My stepdaughter was struggling with her online creative writing class. Her instructor had assigned the class sestinas and my stepdaughter didn't understand the pattern and wasn't sure where to begin.
I love writing poetry, but I hadn't experimented with this form. I read the directions and started in. When I am teaching something new to someone else, I have to do it first and analyze how I approach it. I discovered something about how I teach and learn: I start almost every task like this collecting words.
Whenever I write a poem, I begin with collecting words. When I'm working on a new unit of study, I start with vocabulary words. Even when I write fiction, I am collecting names for people and places. I collect more words than I need for the task which gives me more choices. As a reader/writer/teacher, words are my tools.
A sestina has six stanzas with six lines each. Each line of the stanzas end with the same six words, but in a different order each time. There are three lines at the end called an envoi that have some of the same words repeated.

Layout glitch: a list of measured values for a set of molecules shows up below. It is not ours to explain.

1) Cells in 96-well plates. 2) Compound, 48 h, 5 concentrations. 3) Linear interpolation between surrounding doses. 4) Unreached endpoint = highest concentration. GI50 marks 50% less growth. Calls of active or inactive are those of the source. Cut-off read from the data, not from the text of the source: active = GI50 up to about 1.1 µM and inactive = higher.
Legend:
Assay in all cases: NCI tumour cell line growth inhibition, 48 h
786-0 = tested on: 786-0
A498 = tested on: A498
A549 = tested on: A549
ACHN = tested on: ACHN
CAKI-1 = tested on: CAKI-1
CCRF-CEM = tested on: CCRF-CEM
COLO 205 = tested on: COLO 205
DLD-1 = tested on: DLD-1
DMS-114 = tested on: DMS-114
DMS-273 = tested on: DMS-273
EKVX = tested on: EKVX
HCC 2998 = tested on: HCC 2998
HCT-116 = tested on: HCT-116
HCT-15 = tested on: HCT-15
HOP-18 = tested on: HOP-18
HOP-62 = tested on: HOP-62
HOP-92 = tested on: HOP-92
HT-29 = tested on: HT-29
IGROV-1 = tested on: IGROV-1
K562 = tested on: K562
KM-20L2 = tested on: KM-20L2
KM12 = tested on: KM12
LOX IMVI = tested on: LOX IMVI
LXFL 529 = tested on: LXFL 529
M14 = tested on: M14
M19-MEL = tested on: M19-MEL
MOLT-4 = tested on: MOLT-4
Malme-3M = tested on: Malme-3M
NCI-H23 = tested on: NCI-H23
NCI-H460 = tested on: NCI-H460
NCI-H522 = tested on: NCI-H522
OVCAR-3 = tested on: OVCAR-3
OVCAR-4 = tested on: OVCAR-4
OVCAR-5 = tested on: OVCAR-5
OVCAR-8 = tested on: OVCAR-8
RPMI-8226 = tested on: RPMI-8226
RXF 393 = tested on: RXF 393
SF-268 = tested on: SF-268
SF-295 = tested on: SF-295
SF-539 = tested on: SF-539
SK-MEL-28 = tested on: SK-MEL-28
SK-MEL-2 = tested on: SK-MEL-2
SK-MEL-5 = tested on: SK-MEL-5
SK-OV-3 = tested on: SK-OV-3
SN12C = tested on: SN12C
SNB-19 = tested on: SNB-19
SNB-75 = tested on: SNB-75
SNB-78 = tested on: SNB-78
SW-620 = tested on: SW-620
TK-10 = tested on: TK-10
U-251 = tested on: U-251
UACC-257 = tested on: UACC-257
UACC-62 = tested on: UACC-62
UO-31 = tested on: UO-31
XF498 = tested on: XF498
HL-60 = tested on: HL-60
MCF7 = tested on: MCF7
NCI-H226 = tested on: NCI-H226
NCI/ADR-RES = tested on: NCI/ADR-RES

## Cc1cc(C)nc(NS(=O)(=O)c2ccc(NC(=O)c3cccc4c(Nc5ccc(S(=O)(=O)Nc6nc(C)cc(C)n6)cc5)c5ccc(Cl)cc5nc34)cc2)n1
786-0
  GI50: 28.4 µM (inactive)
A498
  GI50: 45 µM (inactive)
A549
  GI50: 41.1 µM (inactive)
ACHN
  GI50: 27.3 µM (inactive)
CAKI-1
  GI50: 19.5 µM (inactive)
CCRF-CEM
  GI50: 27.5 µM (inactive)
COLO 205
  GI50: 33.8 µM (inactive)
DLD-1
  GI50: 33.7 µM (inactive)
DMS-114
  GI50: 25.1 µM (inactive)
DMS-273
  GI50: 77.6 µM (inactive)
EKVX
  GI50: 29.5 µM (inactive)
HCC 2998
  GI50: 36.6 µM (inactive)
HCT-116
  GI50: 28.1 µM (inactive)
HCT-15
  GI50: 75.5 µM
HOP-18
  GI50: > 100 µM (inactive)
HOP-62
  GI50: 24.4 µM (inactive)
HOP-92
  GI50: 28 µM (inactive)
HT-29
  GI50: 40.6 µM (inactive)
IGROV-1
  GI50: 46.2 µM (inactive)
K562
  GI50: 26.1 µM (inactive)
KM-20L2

Once I had my six related words, I could fit them into the poem structure. I encouraged my stepdaughter to pick up a book that interested her and choose six words. She started with a Star Trek book and chose six words, but her resulting poem was a tribute to Dr. Who. (She hasn't let me read it yet.)
Here is my first attempt at a sestina called A Student's Sestina. I know it's not a perfect one, but I'm excited about what I learned through the process. I know words are powerful. Now I have another way of teaching that to my students.